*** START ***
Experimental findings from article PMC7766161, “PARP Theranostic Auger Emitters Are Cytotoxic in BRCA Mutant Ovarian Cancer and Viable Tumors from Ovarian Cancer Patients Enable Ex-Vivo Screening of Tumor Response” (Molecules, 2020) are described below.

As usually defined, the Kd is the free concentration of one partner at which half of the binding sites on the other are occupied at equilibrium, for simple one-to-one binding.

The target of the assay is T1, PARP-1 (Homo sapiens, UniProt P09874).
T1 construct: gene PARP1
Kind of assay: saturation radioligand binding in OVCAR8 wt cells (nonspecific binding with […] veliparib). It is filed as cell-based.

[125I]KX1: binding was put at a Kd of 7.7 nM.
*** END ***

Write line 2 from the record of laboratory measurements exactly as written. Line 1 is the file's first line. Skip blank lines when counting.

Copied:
As usually defined, the Kd is the free concentration of one partner at which half of the binding sites on the other are occupied at equilibrium, for simple one-to-one binding.